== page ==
Mediating Knowledges: Origins of a Zuni Tribal Museum
Museum" is a dirty word in some parts of Indian Country. And not without good reason. We now know too well the stories of pilfering and misrepresentations. The movement to transform museums, this instrument of colonialism, into a device for self-determination is thus in some ways contradictory and incongruous. And yet, over the last two decades, we have witnessed the birth of the National Museum of the American Indian, the opening of major museums to more collaborative and inclusive agendas, and a surge of local museums run by and for tribes. Why and how have museums become a site of affirmative power for some Native Americans?
Gwyneira Isaac's new book is the story of one community's efforts to make a museum of its own, the Pueblo of Zuni's A:shiwi A:wan Museum and Heritage Center. (A disclosure: I have personally known Dr. Isaac as a colleague for several years and I have worked with the Zuni museum on several small projects.) Although she gives a thorough history of the museum's politics and economics, Isaac's focus is on the question of knowledge: how knowledge is made and transmitted in Zuni and museums and what happens when different ways of seeing the world meet and collide. This book narrates the Zunis' struggle with reconciling different ways of transmitting knowledge and the Zunis' attempt to define their museum and, in turn, themselves.
In 1997, Isaac began her ethnographic fieldwork at Zuni and relatively quickly came to see the museum as a place where Zunis could" [End Page 93] negotiate their history and culture on a daily basis. This insight led Isaac to the thesis that the Zuni museum uniquely serves as a kind of meeting ground. She argues that the museum itself is a mechanism that "negotiates the use and maintenance of cultural knowledge both within its own constituency and across cultures, and it consequently takes on the role of mediator between internal and external expectations about Zuni history" (6). The notion of "mediation" is the main theoretical lens for Isaac. She states that "a mediator is an intermediary agent that, through the negotiation or control of disparate meanings, promotes an accordant relationship between different elements or perspectives" (17). However, a mediator is not necessarily value-free. Rather, to be a mediator entails bringing together different strands of understanding, even if one kind of value dominates in the end.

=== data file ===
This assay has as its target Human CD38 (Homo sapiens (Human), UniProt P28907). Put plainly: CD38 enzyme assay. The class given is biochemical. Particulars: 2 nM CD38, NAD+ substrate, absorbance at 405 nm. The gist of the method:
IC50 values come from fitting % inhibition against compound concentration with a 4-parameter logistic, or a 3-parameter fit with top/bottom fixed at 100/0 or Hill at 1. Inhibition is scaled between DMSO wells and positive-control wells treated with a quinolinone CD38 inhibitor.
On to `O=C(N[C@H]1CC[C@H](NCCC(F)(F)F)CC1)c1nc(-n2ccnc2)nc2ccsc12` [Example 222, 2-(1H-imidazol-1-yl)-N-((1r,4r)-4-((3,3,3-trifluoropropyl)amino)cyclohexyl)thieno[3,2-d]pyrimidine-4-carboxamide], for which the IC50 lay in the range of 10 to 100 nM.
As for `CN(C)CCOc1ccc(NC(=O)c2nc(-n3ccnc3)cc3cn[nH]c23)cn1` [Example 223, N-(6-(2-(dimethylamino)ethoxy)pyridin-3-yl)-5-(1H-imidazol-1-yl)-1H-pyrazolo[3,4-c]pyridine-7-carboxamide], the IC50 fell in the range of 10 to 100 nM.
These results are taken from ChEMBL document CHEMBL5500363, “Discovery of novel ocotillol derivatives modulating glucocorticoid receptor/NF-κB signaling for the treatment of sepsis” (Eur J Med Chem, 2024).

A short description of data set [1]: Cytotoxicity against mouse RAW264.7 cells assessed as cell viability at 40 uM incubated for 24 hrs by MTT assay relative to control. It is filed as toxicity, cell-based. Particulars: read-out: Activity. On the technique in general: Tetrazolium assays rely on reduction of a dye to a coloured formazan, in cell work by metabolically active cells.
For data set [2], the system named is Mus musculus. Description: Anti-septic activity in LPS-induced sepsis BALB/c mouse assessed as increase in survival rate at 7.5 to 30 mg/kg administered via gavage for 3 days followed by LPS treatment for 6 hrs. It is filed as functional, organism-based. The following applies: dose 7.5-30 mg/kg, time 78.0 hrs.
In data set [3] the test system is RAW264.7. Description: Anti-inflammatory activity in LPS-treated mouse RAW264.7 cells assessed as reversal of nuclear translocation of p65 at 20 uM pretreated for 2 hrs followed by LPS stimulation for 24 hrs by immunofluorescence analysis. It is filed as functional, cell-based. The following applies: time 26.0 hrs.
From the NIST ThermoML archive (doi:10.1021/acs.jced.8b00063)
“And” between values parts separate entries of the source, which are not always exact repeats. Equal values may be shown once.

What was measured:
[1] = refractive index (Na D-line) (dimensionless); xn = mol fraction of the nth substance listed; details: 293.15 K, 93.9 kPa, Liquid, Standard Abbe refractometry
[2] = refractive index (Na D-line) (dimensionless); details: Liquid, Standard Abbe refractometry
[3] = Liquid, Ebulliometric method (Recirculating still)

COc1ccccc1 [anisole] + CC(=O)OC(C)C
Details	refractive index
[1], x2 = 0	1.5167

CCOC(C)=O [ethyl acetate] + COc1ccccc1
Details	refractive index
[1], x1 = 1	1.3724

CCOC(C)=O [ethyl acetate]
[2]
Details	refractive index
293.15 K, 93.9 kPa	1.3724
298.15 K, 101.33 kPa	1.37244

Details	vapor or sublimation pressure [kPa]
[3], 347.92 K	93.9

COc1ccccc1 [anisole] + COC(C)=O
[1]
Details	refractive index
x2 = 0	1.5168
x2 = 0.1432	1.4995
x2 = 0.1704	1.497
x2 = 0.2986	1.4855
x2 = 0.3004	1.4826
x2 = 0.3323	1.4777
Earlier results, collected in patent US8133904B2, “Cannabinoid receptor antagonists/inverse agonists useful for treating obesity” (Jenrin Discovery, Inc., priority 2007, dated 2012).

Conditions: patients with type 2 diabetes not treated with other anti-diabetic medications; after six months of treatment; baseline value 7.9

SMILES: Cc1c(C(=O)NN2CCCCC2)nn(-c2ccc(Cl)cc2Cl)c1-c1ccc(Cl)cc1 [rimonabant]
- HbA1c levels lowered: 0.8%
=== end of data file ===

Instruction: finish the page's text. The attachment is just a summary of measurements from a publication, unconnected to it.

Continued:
Zuni knowledge must be framed on its own terms, Isaac writes, and describes "vernacular" Zuni knowledge, highlighting the tension between esoteric (or secret) and exoteric (or public) knowledge. Isaac picks apart two popular though fallacious anthropological arguments. First, Zuni is not really an egalitarian society. Within Zuni are different levels of influence, and knowledge is attached to each rank. Specific religious and ritual authorities tightly control knowledge. Second, secrecy at Zuni did not wholly spring from Spanish incursions but is intrinsic to Zuni concepts of power. Anthropologists say something is powerful because it is secret, but Zunis say something is secret because it is powerful. For Zunis, the potency of knowledge is lessened when it is used carelessly or irresponsibly. Secrecy is a burden and obligation to ensure the well-being of the community and world at large.
Zunis have long been troubled by outsiders who document and duplicate sacred knowledge. As Isaac recounts, a string of researchers arrived at Zuni with a singular fascination for Zuni religion. While Zunis see much of their religious life as embedded in esoteric knowledge, anthropologists have largely behaved as if all Pueblo knowledge were exoteric. The results have not been innocuous. Over the last century, these intrusions have fanned the flames of discord. Much divisive debate at Zuni has circled around the questions of commodifying Zuni culture and the rights of insiders and outsiders.